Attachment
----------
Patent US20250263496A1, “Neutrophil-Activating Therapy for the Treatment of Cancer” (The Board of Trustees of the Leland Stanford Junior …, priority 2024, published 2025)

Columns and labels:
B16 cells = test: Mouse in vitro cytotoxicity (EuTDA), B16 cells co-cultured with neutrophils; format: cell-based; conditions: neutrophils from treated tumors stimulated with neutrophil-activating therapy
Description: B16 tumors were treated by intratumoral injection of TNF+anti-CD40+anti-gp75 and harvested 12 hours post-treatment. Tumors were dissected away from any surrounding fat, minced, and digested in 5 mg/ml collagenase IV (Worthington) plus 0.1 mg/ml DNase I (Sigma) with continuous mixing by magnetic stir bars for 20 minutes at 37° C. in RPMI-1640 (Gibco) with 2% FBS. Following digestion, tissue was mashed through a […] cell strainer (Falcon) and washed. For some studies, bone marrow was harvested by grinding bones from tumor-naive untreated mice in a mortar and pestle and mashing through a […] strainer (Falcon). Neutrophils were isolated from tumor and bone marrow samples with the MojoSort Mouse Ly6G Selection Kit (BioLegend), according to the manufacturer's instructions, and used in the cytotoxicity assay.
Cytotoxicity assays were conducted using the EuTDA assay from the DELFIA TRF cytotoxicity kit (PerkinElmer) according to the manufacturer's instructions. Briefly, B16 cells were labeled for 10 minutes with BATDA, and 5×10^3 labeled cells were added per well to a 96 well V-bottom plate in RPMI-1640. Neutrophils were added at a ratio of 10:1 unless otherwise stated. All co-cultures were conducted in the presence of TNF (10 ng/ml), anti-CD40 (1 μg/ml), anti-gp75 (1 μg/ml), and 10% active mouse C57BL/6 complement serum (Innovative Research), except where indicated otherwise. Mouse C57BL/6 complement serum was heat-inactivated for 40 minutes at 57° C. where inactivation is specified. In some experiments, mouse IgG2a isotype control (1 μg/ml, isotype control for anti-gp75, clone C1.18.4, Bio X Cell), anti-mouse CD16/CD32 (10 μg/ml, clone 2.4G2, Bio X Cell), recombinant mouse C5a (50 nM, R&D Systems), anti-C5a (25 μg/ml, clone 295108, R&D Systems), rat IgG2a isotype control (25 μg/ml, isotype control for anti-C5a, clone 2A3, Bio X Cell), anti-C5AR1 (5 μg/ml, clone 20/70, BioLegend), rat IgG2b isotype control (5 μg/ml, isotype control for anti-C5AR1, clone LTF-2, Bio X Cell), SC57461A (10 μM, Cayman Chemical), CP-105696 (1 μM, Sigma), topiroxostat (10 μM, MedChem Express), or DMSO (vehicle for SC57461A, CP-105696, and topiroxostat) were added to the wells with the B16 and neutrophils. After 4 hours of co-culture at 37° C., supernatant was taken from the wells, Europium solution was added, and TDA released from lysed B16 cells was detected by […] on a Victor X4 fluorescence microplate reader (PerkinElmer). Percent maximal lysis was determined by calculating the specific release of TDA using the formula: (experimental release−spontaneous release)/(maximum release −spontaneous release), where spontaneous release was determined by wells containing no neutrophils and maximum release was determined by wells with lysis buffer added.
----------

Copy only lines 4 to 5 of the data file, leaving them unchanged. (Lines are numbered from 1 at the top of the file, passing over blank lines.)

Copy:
Description: B16 tumors were treated by intratumoral injection of TNF+anti-CD40+anti-gp75 and harvested 12 hours post-treatment. Tumors were dissected away from any surrounding fat, minced, and digested in 5 mg/ml collagenase IV (Worthington) plus 0.1 mg/ml DNase I (Sigma) with continuous mixing by magnetic stir bars for 20 minutes at 37° C. in RPMI-1640 (Gibco) with 2% FBS. Following digestion, tissue was mashed through a […] cell strainer (Falcon) and washed. For some studies, bone marrow was harvested by grinding bones from tumor-naive untreated mice in a mortar and pestle and mashing through a […] strainer (Falcon). Neutrophils were isolated from tumor and bone marrow samples with the MojoSort Mouse Ly6G Selection Kit (BioLegend), according to the manufacturer's instructions, and used in the cytotoxicity assay.
Cytotoxicity assays were conducted using the EuTDA assay from the DELFIA TRF cytotoxicity kit (PerkinElmer) according to the manufacturer's instructions. Briefly, B16 cells were labeled for 10 minutes with BATDA, and 5×10^3 labeled cells were added per well to a 96 well V-bottom plate in RPMI-1640. Neutrophils were added at a ratio of 10:1 unless otherwise stated. All co-cultures were conducted in the presence of TNF (10 ng/ml), anti-CD40 (1 μg/ml), anti-gp75 (1 μg/ml), and 10% active mouse C57BL/6 complement serum (Innovative Research), except where indicated otherwise. Mouse C57BL/6 complement serum was heat-inactivated for 40 minutes at 57° C. where inactivation is specified. In some experiments, mouse IgG2a isotype control (1 μg/ml, isotype control for anti-gp75, clone C1.18.4, Bio X Cell), anti-mouse CD16/CD32 (10 μg/ml, clone 2.4G2, Bio X Cell), recombinant mouse C5a (50 nM, R&D Systems), anti-C5a (25 μg/ml, clone 295108, R&D Systems), rat IgG2a isotype control (25 μg/ml, isotype control for anti-C5a, clone 2A3, Bio X Cell), anti-C5AR1 (5 μg/ml, clone 20/70, BioLegend), rat IgG2b isotype control (5 μg/ml, isotype control for anti-C5AR1, clone LTF-2, Bio X Cell), SC57461A (10 μM, Cayman Chemical), CP-105696 (1 μM, Sigma), topiroxostat (10 μM, MedChem Express), or DMSO (vehicle for SC57461A, CP-105696, and topiroxostat) were added to the wells with the B16 and neutrophils. After 4 hours of co-culture at 37° C., supernatant was taken from the wells, Europium solution was added, and TDA released from lysed B16 cells was detected by […] on a Victor X4 fluorescence microplate reader (PerkinElmer). Percent maximal lysis was determined by calculating the specific release of TDA using the formula: (experimental release−spontaneous release)/(maximum release −spontaneous release), where spontaneous release was determined by wells containing no neutrophils and maximum release was determined by wells with lysis buffer added.